North East UK news BBC Ambulance documentary shows 'how stressful our jobs can be' PremierLeague-News.Com
PremierLeague-News.Com - NEAS dispatch officer Tom McDonald features prominently in the returning BBC documentary Ambulance
PremierLeague-News.Com - Breaking Sport Transfer News ! Tom McDonald's day job is making life or death decisions - he's dispatch officer at the North East Ambulance Service 's operations centre in Newcastle. He features in the returning BBC documentary Ambulance, in a heartbreaking opening episode which sees a family of Iraqi refugees rushed to hospital - days after dad has arrived in the UK, having previously been held captive by terrorists. Tom is in charge of sending paramedics and ambulance crews to emergencies as soon as he can. Speaking months on from filming, he told ChronicleLive how distressing that case had been - on an incredibly busy day which saw NEAS answering emergency calls every 17 seconds. The show also features the ambulance service's response to cases of domestic violence and a terrifying hit-and-run outside of a Tyneside school. Read more: Newcastle teenager hailed a hero after helping elderly man who had fallen in street Tom, 57, explained how the incredibly stressful day depicted was par for the course. "The main thing I remember is the case of the refugee family, which was just so, so disturbing," he said. "I was thinking how difficult and upsetting that was. It's every day like that. You get so many calls through to us and it's just trying to process what you are hearing. "I'm a dispatch officer. My day to day job is to find the nearest emergency resource to a incident and get them to a patient as fast as I can. You wouldn't believe how stressful that can be. You have all these patients waiting - and I basically just have to find someone to get to them. It's an incredibly stressful job." The Iraqi family's situation was a complex one. The father, newly-arrived in the UK by boat, was suffering from PTSD, while his heavily pregnant wife was also in distress. However, after Tom sent paramedics Sophie Spraggon and Jack McKie to attend, they were taken to A&E - where each parent was checked over and given the support needed.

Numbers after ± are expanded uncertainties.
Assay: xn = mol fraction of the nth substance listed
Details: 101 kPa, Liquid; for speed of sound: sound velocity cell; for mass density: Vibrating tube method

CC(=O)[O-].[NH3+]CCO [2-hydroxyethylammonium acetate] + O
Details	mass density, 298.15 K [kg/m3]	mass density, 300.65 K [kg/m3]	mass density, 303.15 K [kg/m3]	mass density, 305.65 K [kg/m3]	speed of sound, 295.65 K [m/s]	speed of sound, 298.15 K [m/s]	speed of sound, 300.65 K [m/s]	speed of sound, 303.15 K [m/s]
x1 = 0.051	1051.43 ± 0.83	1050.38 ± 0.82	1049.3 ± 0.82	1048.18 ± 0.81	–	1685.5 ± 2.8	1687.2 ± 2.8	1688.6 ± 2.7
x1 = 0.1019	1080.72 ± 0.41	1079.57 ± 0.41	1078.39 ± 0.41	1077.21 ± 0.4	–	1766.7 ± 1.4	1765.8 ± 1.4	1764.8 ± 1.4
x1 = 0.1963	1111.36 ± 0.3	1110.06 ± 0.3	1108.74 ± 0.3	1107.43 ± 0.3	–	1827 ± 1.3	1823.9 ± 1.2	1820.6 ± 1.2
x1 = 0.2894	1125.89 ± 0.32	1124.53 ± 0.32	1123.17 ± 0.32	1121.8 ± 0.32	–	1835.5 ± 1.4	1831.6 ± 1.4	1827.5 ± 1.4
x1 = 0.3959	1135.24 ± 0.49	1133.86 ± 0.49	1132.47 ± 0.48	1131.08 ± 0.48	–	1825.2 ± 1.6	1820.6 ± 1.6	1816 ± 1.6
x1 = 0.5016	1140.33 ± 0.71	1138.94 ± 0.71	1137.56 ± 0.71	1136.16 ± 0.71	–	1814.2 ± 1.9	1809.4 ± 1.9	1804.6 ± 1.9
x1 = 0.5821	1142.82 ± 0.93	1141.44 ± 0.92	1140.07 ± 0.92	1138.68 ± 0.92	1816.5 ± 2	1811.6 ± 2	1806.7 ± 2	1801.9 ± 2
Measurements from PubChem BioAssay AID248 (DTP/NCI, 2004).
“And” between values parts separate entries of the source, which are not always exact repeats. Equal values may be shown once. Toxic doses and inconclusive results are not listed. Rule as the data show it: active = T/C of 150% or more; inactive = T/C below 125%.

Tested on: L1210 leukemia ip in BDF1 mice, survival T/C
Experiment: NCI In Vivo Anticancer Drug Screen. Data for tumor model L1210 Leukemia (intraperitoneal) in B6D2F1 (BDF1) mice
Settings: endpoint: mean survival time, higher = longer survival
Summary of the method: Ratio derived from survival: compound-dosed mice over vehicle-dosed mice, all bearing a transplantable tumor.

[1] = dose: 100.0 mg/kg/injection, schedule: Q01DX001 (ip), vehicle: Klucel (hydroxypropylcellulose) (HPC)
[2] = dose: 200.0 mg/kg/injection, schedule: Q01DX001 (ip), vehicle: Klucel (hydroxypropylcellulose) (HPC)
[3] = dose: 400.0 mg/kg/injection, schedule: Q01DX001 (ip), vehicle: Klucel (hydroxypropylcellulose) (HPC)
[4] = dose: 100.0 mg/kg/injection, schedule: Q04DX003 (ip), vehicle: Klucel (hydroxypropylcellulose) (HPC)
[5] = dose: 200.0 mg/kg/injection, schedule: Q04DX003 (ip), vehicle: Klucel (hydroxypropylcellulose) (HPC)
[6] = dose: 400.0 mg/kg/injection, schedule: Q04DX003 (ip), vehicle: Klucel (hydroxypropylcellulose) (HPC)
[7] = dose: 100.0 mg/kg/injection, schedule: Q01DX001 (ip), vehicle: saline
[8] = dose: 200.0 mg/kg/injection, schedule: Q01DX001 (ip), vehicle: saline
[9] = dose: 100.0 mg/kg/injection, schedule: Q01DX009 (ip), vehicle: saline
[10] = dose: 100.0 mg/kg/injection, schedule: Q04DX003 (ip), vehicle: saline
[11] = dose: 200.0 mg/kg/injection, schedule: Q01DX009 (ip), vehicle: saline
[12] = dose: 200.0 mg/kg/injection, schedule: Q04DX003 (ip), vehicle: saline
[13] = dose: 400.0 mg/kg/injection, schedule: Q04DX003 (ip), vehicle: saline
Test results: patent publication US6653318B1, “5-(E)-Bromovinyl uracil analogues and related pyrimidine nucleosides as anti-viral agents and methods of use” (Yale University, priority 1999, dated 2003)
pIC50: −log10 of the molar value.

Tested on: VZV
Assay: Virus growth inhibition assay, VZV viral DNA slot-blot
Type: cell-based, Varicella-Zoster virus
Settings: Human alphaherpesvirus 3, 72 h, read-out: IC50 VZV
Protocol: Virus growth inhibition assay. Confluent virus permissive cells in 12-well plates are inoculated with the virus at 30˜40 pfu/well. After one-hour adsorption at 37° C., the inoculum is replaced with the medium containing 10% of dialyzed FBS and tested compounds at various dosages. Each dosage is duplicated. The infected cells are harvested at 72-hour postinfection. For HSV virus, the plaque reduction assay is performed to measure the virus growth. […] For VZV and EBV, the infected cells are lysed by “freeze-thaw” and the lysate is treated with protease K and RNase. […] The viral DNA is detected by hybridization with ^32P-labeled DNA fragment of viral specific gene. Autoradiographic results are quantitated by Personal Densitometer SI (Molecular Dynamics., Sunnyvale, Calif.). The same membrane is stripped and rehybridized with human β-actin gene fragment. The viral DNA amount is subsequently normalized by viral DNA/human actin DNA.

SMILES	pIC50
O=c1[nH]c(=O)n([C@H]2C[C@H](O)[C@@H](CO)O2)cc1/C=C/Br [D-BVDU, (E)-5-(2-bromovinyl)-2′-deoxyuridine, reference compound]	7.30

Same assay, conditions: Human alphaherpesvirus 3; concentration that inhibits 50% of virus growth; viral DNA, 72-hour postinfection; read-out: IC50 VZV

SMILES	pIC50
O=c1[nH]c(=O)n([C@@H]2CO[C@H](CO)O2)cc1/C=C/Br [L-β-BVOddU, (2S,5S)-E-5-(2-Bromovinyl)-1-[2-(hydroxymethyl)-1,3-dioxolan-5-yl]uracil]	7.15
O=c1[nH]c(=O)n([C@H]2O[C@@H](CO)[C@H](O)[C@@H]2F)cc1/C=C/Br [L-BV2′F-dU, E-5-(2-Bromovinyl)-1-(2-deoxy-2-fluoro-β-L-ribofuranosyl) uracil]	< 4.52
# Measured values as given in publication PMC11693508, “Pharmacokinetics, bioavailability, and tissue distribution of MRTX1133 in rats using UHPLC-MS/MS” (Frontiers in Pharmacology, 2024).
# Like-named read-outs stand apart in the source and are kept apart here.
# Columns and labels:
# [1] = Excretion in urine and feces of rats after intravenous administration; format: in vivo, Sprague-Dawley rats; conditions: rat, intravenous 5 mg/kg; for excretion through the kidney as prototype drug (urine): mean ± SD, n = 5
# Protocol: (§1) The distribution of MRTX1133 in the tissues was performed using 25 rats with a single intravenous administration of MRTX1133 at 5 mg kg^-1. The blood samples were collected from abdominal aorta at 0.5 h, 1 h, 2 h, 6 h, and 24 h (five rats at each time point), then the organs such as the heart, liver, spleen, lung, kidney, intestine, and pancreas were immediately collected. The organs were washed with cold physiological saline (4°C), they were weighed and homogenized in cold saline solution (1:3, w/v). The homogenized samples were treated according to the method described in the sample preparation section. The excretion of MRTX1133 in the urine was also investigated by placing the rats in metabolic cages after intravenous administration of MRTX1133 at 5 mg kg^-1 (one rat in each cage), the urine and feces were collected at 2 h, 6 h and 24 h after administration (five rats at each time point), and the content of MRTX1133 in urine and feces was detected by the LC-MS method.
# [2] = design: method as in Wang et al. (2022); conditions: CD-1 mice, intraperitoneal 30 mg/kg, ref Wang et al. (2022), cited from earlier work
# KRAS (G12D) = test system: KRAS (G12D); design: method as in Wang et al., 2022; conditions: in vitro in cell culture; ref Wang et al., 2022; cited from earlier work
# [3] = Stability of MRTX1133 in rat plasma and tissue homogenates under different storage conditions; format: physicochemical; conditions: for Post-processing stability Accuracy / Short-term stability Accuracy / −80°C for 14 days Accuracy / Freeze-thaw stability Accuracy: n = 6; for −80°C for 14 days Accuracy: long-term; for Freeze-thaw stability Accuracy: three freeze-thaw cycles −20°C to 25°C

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. Last month execs at NEAS itself warned that demand on its resources and ambulances being delayed outside of hospitals waiting to handover patients to A&E staff was seeing patients "coming to harm". The BBC documentary doesn't shy away from showing the pressures the service is under, and Tom added: "I've been working here for 21 years - things have changed massively in that time. It's so different how we operate, but also the waiting times and the demand. 21 years ago it was nowhere near as busy. Now so much of the job is waiting for crews to leave the hospitals." Tom, from Low Fell, spent two years as a miner in a previous career, and said filming had been difficult, but added it was a good opportunity to show how people working in the ambulance service in our region worked incredibly hard to support patients. He added that this was especially important given the health inequalities we experience. He added: "Filming was about three or four months ago - I said to them 'come on, no way do I want to do this!' I don't know how I ended up doing it really. To be frank it was pretty full on. They were filming all day, all night. It was quite stressful. "They even filmed me walking to work!" Ahead of the show's airing, NEAS chief exec Helen Ray added: "The programme really shows how amazing our teams are in their care and treatment of patients. It highlights the dedication and commitment from every member of team NEAS as they strive to give the best quality care to every patient they meet. I’m incredibly proud of them all and would like to thank them for representing our service so well. “Each episode shines a light on the wide range of patient needs faced by our service – whether that be emergency response for life threatening illness, support for mental health or social care needs, or alcohol and drug use. It shows clearly the pressure faced by our service and the wider health network around us, and the dedication of our brilliant staff to do their best." Watch Ambulance on Thursday on BBC1 at 9pm or on BBC iPlayer. READ NEXT: 'Investment in coaches, facilities and players' will be key to help North East women's football grow after England's success Newcastle GP hits out at health service pay and warns brain drain could see 'two-tier NHS' Ambulance service bosses warn patients 'coming to harm' over increasing hospital delays Astonishing Lego model will help Freeman Hospital children's cancer patients ahead of radiotherapy treatment 'A banana a day could half cancer risk' - Newcastle-led study shows remarkable impact of starchy foods
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